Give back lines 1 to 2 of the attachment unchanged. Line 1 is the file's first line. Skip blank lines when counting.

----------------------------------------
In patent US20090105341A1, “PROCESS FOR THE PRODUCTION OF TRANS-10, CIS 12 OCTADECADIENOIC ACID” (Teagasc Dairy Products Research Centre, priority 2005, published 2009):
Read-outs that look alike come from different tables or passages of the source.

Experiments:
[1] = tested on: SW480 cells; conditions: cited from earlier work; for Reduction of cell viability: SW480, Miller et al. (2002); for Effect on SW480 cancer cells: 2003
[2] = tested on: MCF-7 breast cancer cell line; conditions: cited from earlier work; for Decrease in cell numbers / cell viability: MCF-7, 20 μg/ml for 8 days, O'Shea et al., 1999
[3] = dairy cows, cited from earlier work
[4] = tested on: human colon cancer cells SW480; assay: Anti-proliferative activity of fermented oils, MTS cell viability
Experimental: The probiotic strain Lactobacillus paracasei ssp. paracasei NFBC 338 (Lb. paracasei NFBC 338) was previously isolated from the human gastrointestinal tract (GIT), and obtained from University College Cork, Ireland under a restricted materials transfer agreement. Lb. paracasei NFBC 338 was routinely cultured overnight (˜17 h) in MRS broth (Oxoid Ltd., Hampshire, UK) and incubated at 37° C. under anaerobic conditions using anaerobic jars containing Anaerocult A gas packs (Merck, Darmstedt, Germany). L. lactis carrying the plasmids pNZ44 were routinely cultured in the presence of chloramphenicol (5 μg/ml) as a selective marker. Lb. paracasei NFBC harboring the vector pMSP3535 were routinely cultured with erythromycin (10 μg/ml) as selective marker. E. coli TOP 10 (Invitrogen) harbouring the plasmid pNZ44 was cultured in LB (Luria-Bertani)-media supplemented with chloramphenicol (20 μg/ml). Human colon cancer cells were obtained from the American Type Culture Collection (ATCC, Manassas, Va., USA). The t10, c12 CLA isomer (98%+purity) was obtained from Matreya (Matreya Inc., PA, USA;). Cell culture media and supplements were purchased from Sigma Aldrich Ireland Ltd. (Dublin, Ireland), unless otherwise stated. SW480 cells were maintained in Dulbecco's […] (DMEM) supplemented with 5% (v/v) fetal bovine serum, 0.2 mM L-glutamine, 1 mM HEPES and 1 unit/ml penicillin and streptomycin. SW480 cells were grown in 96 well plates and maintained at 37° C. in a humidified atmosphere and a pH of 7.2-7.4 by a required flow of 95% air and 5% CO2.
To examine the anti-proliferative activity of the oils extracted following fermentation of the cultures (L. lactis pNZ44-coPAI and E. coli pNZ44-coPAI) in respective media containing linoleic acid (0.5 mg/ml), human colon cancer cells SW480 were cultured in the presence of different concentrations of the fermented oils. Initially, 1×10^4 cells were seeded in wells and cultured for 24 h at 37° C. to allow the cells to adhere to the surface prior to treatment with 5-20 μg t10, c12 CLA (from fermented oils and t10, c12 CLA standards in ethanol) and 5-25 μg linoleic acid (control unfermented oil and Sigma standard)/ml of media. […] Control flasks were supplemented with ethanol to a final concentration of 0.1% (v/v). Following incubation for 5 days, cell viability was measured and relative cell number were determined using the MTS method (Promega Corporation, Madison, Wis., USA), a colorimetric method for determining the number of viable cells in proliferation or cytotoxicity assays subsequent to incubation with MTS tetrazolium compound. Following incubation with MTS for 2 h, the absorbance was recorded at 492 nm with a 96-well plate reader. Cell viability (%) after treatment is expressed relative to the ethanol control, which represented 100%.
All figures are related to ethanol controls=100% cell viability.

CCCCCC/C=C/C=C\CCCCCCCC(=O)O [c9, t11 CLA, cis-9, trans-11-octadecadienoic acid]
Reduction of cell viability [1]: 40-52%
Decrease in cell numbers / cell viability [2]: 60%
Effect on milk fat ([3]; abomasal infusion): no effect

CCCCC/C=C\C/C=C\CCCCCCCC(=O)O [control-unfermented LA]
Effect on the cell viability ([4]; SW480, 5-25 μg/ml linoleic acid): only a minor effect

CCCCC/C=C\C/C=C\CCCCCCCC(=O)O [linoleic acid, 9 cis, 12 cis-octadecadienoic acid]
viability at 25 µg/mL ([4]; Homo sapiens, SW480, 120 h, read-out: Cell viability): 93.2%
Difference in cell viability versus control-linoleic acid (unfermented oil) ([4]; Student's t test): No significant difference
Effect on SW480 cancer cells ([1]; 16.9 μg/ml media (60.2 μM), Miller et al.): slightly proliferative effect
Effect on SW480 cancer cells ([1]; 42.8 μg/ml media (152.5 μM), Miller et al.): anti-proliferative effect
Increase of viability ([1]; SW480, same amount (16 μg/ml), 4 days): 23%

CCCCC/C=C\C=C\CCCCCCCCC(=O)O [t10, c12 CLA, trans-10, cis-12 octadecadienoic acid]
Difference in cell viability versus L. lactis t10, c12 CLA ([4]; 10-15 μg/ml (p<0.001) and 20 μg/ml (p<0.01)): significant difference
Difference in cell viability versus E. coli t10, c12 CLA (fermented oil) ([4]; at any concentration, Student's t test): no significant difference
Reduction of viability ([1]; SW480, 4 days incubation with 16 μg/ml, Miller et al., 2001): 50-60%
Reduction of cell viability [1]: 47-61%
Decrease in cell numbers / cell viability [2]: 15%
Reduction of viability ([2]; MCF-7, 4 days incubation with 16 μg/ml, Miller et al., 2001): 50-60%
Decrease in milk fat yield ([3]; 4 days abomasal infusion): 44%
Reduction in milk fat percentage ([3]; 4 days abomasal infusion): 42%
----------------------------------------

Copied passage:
In patent US20090105341A1, “PROCESS FOR THE PRODUCTION OF TRANS-10, CIS 12 OCTADECADIENOIC ACID” (Teagasc Dairy Products Research Centre, priority 2005, published 2009):
Read-outs that look alike come from different tables or passages of the source.